The second factor is the nature of the personality, which is not merely the body. The psychological personality is an equally determining factor of the action. What kind of mind do you have? How do you think, and what sort of personality do you have? We know the personality of a saint is different from the personality of a brute. They both have bodies. The body of a brute may be stronger than the body of a saint, physically speaking, but the psychological unit inside the body makes all the difference. The saint’s psychological content has a greater strength than the psychological content of a brute. That is a very powerful determining factor in action.

The bodily structure is one factor; the psychological structure within is another. That is kartaadhiṣṭhānaṁ tathā kartā. Karaṇaṁ ca pṛthagvidham. Then the third factor is the capacity of the senses to act. We know that the sense organs of all people do not work in the same way. The energies also vary in their expression. Some have an eagle’s eye, and some cannot see beyond three feet. Some can hear as well as a dog, and others cannot hear at all.

The ten organs, or at least the five organs of perception, determine to a large extent the nature of one’s action. Feeble senses will adversely affect the manifestation of a particular action, whereas strong senses will contribute larger strength to that action. That is karana. In this karana, we may also include the mind, the thinking faculty. Sometimes the mind is called the internal sense – antakarana. The Bhagavadgita uses the word karana. It does not say whether it is vaiyakarana or antakarana, so we may take it as both vaiyakarana and antakarana – external senses as well as the internal sense which is the mind – mutually, jointly, affect the nature of the action. Vividhāś ca pṛthakceṣṭā: The various intentions behind it and the purposes that drive a person to action also have a say in the matter. If the purpose is shallow, the action will be mild, but if the purpose is intense and immediately necessary, then it will be forcibly driven.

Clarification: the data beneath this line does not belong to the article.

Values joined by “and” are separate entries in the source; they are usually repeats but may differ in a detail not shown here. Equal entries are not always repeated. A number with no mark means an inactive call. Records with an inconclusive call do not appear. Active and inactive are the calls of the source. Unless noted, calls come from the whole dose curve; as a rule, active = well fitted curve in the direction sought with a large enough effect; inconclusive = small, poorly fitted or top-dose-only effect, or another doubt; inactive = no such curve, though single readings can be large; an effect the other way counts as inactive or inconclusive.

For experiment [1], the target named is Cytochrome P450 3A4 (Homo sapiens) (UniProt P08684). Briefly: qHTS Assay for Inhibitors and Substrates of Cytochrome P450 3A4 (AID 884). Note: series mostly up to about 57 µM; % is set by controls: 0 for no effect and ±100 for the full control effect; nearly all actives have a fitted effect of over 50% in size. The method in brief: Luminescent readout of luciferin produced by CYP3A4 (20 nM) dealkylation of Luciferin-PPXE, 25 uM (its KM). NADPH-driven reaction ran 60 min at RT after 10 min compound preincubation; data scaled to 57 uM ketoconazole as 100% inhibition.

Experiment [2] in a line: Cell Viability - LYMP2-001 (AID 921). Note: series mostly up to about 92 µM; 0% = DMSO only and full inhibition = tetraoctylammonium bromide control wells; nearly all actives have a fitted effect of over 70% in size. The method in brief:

But all these will not work if a fifth factor is absent. Duryodhana had all these factors – he had a very strong mind, strong body, strong senses, and strong intention – but he was a failure because a fifth factor was missing, which is mentioned in this Bhagavadgita verse: daivaṁ caivātra pañcamam. There is an element of divinity presiding over all things. “There is a divinity that shapes our ends, rough hew them how you will,” says Shakespeare. Our ends are shaped by a divinity. However much we may struggle against odds, however much we may work hard against this providential decree, we will not succeed. There is a divinity that shapes our ends, rough hew them how you will.